Plaques

Plaques are rough-textured, raised lesions that are bigger than 1cm, including:

Psoriasis Plaques

Psoriasis plaques on a person's knees

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These plaques develop with the skin condition psoriasis. Psoriasis is characterized by these plaques, which are thick, silvery patches that often show up on the elbows, knees, scalp, and lower back.

Nodules

Raised, solid, or fluid-filled skin lesions known as nodules form just under the skin’s surface. These growths are at least 1cm in size and include: 

Cysts

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Cysts are closed pockets of tissue that can be filled with fluid, air, or pus. They can develop virtually anywhere on the body and might need to be removed—particularly if cancer is suspected.

Lipomas

A raised bump underneath the skin

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Lipomas usually develop slowly beneath the skin. These noncancerous growths are made up of fatty tissue cells and might cause discomfort depending on their location. 

Pustule

A pustule is a bump no bigger than 1cm that’s filled with pus instead of clear fluid. They’re common in bacterial or fungal infections and include:

Acne Pustule

A whitehead pimple

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An example of an acne pustule is a type of pimple known as a whitehead. Whiteheads are characterized by a white tip filled with pus.

Folliculitis

A man with red bumps on his torso

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Hair follicles that become inflamed develop into pustules. This condition is known as folliculitis. The pustules from folliculitis commonly form around the genital area and on the neck.

Wheals

Wheals are raised welts that might appear red or the same color as your skin. They can be painful or itchy. They develop in response to triggers like bug bites, foods, and medications. The swellings can last for as little as an hour and rarely as long as two days.

Insect Bites

A small bump on an arm

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A raised, itchy bump sometimes appears if the body’s immune system reacts to saliva from an insect bite, like one from a mosquito. For many people, insect bites go away on their own.

Hives

Red welts

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Hives can be part of a reaction to allergens like pet dander, medicine, and pollen. Hives might also develop in response to stress, extreme cold, or excessive sweating. The welts are raised and often itchy.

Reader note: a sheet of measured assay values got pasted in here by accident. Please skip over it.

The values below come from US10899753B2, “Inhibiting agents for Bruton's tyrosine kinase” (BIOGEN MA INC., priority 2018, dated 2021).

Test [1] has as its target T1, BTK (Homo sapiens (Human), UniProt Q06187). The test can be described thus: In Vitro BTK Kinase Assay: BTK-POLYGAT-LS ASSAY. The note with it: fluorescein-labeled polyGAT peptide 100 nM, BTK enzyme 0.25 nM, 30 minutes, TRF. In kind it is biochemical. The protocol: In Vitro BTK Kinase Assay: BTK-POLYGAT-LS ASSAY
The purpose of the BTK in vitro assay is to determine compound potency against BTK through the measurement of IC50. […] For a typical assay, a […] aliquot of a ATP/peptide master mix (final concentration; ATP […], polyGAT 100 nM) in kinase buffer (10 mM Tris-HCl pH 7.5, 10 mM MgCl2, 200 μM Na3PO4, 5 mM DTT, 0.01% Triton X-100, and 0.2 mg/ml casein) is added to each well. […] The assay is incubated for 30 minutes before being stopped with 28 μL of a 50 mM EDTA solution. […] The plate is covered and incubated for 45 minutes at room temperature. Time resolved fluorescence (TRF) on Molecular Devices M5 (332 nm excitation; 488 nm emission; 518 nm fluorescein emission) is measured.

Patches

A patch is described as a flat, irregularly shaped skin lesion that’s different in color than your skin tone and larger than a centimeter. Patches include:

Vitiligo

Patches of lighter skin on a person's hands

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This skin condition prompts white or lighter patches of skin to develop on the body. Experts think vitiligo is likely an autoimmune disease, where the body’s immune system mistakenly attacks skin pigmentation cells. Vitiligo isn’t curable, but there are treatments that can help make the skin tone appear more even and stop the progression.

Port-Wine Stain

A red birthmark on a child's cheek

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Abnormally dilated capillaries (tiny blood vessels) are responsible for this birthmark. Port-wine stains appear as a reddish or purplish discoloration mark that’s present at birth, commonly on the face.

Types of Secondary Skin Lesions

A secondary skin lesion is a primary skin lesion that has been changed in some way. One example would be scratching a primary lesion until a scab crusts over.

Crusts (Scabs)

Crusts are slightly elevated skin lesions that are made of dried blood or pus. They vary in size and commonly develop alongside inflammatory or infectious skin conditions. Crusts (or scabs) include: 

Impetigo Scabs

A child with yellow scabs around his mouth

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Impetigo, a bacterial skin infection common among children, causes inflamed sores on the body. Scratching these itchy, pus-filled bumps causes them to break open, which often leads to scabbing.

Scales

When the outer skin layers get dry, they tend to peel or flake—resulting in a “scaly” appearance. Scales can be triggered by factors like cold weather, hot water, or harsh products, but they’re also commonly a symptom of another condition, such as: 

Eczema Scales

A close-up of eczema

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Eczema is an inflammatory skin condition. Several types of eczema can cause scaling, including atopic dermatitis and seborrheic dermatitis. Eczema can cause a scaly, itchy, and inflamed rash on different parts of the body. A mix of genetics and environmental triggers is thought to cause eczema.

Pityriasis Rosea Scales

Scaly patches on a person's chest